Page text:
The Canal was finally opened, after 10 years of construction by the French and Egyptian governments, in 1869. The Canal was controlled by the Egyptians for around 6 years before they were forced to sell it to the British after financial problems occurring from debt and a financial crisis. The British had around a 44% share of the canal, with the rest sitting with French investors. Britain being Britain decided to invade Egypt in 1882, taking charge of the Canal and its finances and operations. In 1888, the Convention of Constantinople stated that the Canal is a neutral territory under the control of the British and should be available internationally in both war and peace. The 20th century came along and certainly challenged this agreement with conflict fought for control of the Canal in both the First and Second World Wars. After the Second World War, Britain’s Empire was dissolving and their hold over the Canal was dwindling, combining this with the increased use of oil and the Egyptian Revolution meant that the power of the Canal was changing hands. This culminated in the 1956 Suez Canal Crisis. France, Britain and Israel invaded Egypt late in 1956 with the aim of regaining control of the Canal and removing Gamal Abdel Nasser from power, as he had just nationalised the Canal. On the 29th October, Israel invaded Egypt and both Britain and France issued an ultimatum of cease fire, which was ignored, and, on the 5th November, the two nations sent in paratroopers to land at the Suez Canal. The invasion only lasted a week and two days but in that time 40 ships had been sunk in the Canal, blocking it for trade and making it useless even if the three nations achieved their military objectives. The US, the USSR and the UN placed significant pressure on Israel, France and Britain to withdraw and it worked. Later it was discovered that the three nations had conspired their actions beforehand and then the backlash really started. This resulted in President Eisenhower threatening Britain by selling US government pound sterling bonds and the public turned on Prime Minister Anthony Eden, resulting in an embarrassing resignation. Historians have pinpointed the Suez Canal Crisis as the end of Great Britain being a world power. It was also one of the first international incidents for the United Nations and resulted in the creation of the UN Peacekeepers and their first job was to monitor the Egypt-Israeli border. Since the crisis the importance of the Canal has only grown with globalisation, as now 80% of world trade is done via the oceans.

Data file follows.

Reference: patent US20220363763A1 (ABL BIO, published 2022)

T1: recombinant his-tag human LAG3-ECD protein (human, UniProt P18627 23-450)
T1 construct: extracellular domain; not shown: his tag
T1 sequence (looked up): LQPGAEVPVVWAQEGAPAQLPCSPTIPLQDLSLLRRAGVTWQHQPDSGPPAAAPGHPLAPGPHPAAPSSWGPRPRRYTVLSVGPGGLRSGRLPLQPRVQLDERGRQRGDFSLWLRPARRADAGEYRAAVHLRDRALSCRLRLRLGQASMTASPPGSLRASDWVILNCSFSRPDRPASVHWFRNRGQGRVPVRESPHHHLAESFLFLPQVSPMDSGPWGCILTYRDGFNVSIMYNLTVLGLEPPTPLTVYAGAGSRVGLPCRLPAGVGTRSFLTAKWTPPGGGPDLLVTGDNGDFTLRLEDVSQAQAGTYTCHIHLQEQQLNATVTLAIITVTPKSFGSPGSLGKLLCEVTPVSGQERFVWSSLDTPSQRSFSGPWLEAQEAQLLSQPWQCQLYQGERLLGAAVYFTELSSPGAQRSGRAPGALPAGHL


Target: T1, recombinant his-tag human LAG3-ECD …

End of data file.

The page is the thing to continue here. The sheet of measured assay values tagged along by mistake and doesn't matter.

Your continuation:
Nowadays, the Canal’s importance is widely known, resulting in it being called the ‘artery of world trade’. On average, 50 vessels pass through the Canal a day, accounting for around 12% of global trade and is particularly valuable for those trading in oil and gas. The closure of the Canal from the grounding of the Ever Given has demonstrated how vital this trade route is, as ships have had to take for example a 10, 500 nautical mile journey around the Cape of Good Hope rather than a 4,400 nautical mile trip through the Suez, from Italy to India. Due to the importance of the Canal, the Egyptian authorities underwent an expansion project and it was opened in 2015. More parts of the Canal have been deepened and a 35km parallel channel was provided. However, this clearly wasn’t enough.